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Volume 4, Number 3—September 1998
THEME ISSUE
ICEID 1998

Zoonotic and Vector-borne Issues

Influenza: An Emerging Disease

Robert G. WebsterComments to Author 
Author affiliation: St. Jude Children's Research Hospital, Memphis, Tennessee, USA

Main Article

Figure 1

Molecular changes associated with emergence of a highly pathogenic H5N2 influenza virus in chickens in Mexico. In 1994, a nonpathogenic H5N2 influenza virus in Mexican chickens was related to an H5N2 virus isolated from shorebirds (ruddy turnstones) in Delaware Bay, United States, in 1991. The 1994 H5N2 isolates from chickens replicated mainly in the respiratory tract, spread rapidly among chickens, and were not highly pathogenic. Over the next year the virus became highly pathogenic, and the he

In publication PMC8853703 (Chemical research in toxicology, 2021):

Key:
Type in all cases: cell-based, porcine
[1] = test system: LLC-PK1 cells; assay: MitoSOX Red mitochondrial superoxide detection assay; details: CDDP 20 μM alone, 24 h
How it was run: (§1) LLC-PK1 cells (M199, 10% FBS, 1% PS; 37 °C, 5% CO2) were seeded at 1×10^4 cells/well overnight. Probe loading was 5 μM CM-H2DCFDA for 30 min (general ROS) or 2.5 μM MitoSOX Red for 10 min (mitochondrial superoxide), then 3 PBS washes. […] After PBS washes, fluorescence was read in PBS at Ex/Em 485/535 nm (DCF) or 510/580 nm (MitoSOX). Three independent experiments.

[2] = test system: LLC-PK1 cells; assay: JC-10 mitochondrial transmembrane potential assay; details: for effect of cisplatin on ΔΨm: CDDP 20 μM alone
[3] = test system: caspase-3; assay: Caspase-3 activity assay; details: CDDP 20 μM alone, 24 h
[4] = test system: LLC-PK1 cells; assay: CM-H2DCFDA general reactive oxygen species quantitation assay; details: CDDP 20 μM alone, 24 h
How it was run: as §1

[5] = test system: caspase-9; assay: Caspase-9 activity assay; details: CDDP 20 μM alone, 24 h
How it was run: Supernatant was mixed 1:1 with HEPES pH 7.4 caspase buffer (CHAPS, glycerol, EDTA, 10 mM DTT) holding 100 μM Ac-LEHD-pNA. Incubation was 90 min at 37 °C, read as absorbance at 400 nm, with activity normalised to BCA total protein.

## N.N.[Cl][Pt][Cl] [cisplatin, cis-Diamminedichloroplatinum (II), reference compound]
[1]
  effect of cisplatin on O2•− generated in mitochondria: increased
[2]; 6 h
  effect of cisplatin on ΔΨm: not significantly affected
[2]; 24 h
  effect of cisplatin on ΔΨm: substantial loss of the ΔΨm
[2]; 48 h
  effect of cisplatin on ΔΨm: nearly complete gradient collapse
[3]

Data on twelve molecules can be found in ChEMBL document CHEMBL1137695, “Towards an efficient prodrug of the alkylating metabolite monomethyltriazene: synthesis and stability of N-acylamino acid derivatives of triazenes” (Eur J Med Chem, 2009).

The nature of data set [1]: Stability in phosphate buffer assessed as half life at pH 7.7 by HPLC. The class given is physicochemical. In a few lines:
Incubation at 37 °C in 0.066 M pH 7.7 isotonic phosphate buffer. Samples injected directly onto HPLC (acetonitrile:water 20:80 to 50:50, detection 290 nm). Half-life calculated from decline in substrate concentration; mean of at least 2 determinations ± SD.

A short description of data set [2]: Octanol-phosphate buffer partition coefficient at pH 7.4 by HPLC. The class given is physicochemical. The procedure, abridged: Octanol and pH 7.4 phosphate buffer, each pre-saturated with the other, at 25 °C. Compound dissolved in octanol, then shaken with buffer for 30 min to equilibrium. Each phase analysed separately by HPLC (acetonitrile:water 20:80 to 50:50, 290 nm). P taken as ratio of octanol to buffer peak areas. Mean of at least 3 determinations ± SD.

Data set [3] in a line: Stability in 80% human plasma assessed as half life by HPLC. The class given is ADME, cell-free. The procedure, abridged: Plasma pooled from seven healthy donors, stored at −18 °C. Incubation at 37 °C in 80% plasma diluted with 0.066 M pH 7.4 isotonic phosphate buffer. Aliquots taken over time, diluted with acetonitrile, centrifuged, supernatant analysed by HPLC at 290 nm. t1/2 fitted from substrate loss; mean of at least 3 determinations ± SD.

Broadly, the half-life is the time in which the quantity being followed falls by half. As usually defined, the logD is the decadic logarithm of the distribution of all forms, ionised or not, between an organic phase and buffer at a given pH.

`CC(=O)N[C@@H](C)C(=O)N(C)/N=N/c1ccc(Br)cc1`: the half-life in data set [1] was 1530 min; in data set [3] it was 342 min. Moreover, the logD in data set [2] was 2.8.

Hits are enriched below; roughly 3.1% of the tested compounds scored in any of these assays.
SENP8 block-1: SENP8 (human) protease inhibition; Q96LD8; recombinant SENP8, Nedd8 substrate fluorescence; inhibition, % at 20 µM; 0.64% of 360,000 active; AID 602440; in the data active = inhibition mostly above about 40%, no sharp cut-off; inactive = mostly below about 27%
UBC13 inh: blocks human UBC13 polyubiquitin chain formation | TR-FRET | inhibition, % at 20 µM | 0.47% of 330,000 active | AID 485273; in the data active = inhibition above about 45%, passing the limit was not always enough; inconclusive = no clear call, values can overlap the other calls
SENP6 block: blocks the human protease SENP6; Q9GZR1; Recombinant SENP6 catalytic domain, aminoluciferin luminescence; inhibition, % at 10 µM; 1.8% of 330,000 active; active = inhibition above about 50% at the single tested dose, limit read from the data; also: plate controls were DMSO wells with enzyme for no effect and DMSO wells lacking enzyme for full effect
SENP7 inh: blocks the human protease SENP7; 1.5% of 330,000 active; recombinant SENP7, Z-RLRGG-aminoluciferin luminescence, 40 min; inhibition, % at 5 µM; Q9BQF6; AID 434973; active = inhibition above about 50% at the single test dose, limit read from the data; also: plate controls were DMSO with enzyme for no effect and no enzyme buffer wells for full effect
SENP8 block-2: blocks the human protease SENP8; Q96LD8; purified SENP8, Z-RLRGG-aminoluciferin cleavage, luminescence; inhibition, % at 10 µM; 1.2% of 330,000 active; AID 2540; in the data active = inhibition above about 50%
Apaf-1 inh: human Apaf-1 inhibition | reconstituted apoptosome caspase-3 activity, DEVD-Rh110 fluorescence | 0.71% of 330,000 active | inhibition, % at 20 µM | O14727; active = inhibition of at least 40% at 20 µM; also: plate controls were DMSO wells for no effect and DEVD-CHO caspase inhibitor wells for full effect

Figure 1. Molecular changes associated with emergence of a highly pathogenic H5N2 influenza virus in chickens in Mexico. In 1994, a nonpathogenic H5N2 influenza virus in Mexican chickens was related to an H5N2 virus isolated from shorebirds (ruddy turnstones) in Delaware Bay, United States, in 1991. The 1994 H5N2 isolates from chickens replicated mainly in the respiratory tract, spread rapidly among chickens, and were not highly pathogenic. Over the next year the virus became highly pathogenic, and the hemagglutinin acquired an insert of two basic amino acids (Arg-Lys), possibly by classic recombination and a mutation of Glu to Lys at position 3 from the cleavage site of HA1/HA2.

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